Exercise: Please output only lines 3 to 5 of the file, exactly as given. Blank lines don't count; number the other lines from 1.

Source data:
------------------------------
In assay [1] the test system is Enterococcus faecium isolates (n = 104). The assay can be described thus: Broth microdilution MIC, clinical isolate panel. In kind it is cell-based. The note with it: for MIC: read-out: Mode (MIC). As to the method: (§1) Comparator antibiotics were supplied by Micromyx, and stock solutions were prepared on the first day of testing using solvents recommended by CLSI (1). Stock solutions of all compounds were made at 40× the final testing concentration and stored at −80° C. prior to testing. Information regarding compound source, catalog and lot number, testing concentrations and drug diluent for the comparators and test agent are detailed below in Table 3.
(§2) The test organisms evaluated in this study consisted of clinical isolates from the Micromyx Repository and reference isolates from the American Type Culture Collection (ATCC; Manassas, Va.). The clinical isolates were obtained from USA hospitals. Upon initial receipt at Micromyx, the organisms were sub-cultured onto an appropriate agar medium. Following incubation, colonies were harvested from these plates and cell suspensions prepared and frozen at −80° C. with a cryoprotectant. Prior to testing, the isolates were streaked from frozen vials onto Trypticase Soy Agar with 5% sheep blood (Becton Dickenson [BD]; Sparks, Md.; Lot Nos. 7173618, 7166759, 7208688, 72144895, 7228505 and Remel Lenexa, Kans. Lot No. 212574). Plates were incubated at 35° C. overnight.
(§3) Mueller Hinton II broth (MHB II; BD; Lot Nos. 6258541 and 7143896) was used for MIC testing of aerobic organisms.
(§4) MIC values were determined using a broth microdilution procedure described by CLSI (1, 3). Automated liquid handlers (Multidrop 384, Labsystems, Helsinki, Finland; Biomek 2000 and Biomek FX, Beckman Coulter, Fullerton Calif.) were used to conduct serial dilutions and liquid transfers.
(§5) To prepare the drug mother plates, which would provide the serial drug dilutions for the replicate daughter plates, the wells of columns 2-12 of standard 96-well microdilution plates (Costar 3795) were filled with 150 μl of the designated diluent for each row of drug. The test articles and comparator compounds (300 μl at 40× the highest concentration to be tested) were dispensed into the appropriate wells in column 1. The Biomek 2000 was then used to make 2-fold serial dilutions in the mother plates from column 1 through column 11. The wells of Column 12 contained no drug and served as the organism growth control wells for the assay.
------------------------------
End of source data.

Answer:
(§3) Mueller Hinton II broth (MHB II; BD; Lot Nos. 6258541 and 7143896) was used for MIC testing of aerobic organisms.
(§4) MIC values were determined using a broth microdilution procedure described by CLSI (1, 3). Automated liquid handlers (Multidrop 384, Labsystems, Helsinki, Finland; Biomek 2000 and Biomek FX, Beckman Coulter, Fullerton Calif.) were used to conduct serial dilutions and liquid transfers.
(§5) To prepare the drug mother plates, which would provide the serial drug dilutions for the replicate daughter plates, the wells of columns 2-12 of standard 96-well microdilution plates (Costar 3795) were filled with 150 μl of the designated diluent for each row of drug. The test articles and comparator compounds (300 μl at 40× the highest concentration to be tested) were dispensed into the appropriate wells in column 1. The Biomek 2000 was then used to make 2-fold serial dilutions in the mother plates from column 1 through column 11. The wells of Column 12 contained no drug and served as the organism growth control wells for the assay.